With the capacity of the Christmas Island detention centre being ramped up to 1600 courtesy of bunk beds, demountables and cannibalising of part of the “activities area”, the Government is evidently hoping it can prevent more than another 600-odd asylum seekers arriving by boat.

Earlier in the week the Prime Minister appeared to categorically rule out reopening Baxter Detention Centre near Port Augusta in South Australia, although you might have to fact-check Mr Rudd’s statements on this issue – no one appears to have noticed that on Wednesday he boasted to the ABC that “we’ve abolished the Pacific solution. We’ve abolished Temporary Protection visas and we have taken children from behind the razor wire.”

In fact it was the Howard Government that sharply reduced the practice of detaining children.

A number of the facilities used to house detainees earlier in the decade other than Baxter have also been closed. The most remote centre, Curtin, closed in 2002. Woomera was closed in 2003. Port Hedland was closed in 2004. The facility in Port Hedland is different to most of the other facilities in being close to a major centre – and in fact one of the major beneficiaries of the resources boom in the Pilbara. Port Hedland struggled through the mining boom with the task of housing the influx of workers for mining companies and support services.

The detention centre, located on the beachfront in Port Hedland, is thus prime real estate.

In 2006-07, the Howard Government, in response to lobbying from the local council and business in Port Hedland, put the facility out to tender. In July 2007, it finalised a contract with services company Auzcorp. Details of the contract, including the value of the lease, have not been revealed, but Auzcorp, which formally took over the facility in December 2007 and began paying rent in March 2008, has turned it into a 400-bed accommodation facility for in-bound mining workers called, aptly, Beachfront.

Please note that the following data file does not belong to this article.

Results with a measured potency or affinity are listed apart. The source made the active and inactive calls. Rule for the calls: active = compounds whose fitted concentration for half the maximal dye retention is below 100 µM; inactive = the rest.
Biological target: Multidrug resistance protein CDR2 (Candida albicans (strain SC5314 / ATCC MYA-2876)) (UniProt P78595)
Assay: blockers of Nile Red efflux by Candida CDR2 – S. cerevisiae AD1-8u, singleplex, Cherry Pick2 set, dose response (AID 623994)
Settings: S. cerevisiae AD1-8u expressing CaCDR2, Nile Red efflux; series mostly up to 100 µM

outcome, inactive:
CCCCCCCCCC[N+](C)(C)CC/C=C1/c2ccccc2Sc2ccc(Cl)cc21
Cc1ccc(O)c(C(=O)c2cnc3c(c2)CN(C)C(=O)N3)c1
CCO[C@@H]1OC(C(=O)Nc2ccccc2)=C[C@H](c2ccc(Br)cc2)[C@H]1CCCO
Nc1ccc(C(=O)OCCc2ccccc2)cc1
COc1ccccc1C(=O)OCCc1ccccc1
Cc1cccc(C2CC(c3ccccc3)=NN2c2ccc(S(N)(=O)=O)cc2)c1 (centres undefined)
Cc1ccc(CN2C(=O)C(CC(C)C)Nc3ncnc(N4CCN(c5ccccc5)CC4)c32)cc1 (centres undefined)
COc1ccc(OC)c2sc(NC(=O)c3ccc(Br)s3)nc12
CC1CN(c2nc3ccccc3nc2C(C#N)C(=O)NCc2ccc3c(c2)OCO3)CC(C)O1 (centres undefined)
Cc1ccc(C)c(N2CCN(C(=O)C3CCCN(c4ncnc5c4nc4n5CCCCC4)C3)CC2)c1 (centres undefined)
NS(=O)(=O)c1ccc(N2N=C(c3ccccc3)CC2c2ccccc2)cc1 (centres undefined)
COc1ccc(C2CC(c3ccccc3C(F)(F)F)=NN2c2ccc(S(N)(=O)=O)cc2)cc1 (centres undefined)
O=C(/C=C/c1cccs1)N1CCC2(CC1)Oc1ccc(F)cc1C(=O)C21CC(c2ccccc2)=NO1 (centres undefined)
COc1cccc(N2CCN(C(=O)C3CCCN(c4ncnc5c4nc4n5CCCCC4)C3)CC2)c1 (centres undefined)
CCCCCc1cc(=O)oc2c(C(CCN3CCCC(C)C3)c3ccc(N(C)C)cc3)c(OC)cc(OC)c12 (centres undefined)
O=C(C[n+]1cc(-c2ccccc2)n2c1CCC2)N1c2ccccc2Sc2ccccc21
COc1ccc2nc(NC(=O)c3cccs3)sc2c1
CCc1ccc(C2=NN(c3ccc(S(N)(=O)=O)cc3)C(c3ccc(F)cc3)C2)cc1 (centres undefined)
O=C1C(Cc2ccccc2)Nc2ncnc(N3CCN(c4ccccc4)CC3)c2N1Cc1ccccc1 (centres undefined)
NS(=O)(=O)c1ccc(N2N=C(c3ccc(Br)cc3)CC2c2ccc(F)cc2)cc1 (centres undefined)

Auzcorp is a private company part-owned by the Prime Minister’s brother, Greg Rudd. Having closed his Australian lobbying outfit in 2007 due to conflict of interest concerns, Greg Rudd’s primary business interest now is his Chinese consultancy GPR. Rudd, who is based in Perth, states on the GPR website that he is “heavily involved in the growth onshore and offshore of a Perth based remote accommodation and site services company called Auzcorp, well known in the Pilbara region of West Australia.”

The decision to lease the Port Hedland facility to a company part-owned by Kevin Rudd’s older brother was made by the previous Government. Auzcorp beat a number of competitors for the lease, which attracted strong interest from a several companies, including BHP and Fortescue.

The Howard Government included a clause in the contract that the Commonwealth could, at two months’ notice, take back the facility if it needed it for accommodation for asylum seekers. With the permanent closure of Woomera and Curtin, Port Hedland and Baxter remain the only options for significant expansion beyond Christmas Island.

The Department of Immigration told Crikey there were no plans whatsoever to retract and re-open Port Hedland.

The lease, however, is only for two years. It commenced in March 2008 and expires March next year. In recent months, despite the rising number of boat arrivals of asylum seekers from Sir Lanka and Afghanistan, the Department of Immigration rolled over the Port Hedland lease. It has been quietly extended with Auzcorp, for a further two years, to March 2012.

As the resources sector returns to growth, the accommodation pressures in Port Hedland will resume again. There were also complaints about the detention facility from the local community while it was in operation, including about tear gas wafting into the town during riots.

In inserting a clause enabling it to take back the facility at short notice, and only offering a two-year lease, the Commonwealth probably reduced the value of the lease substantially. In practice, though, it’s hard to see Port Hedland being used to house detainees again in the medium-term.

But Greg Rudd’s involvement in what two years ago was a straightforward transaction by the Howard Government now has a somewhat problematic appearance given the changed circumstances of boat arrivals and the rollover of the lease. His company appears very well-placed for “onshore growth”.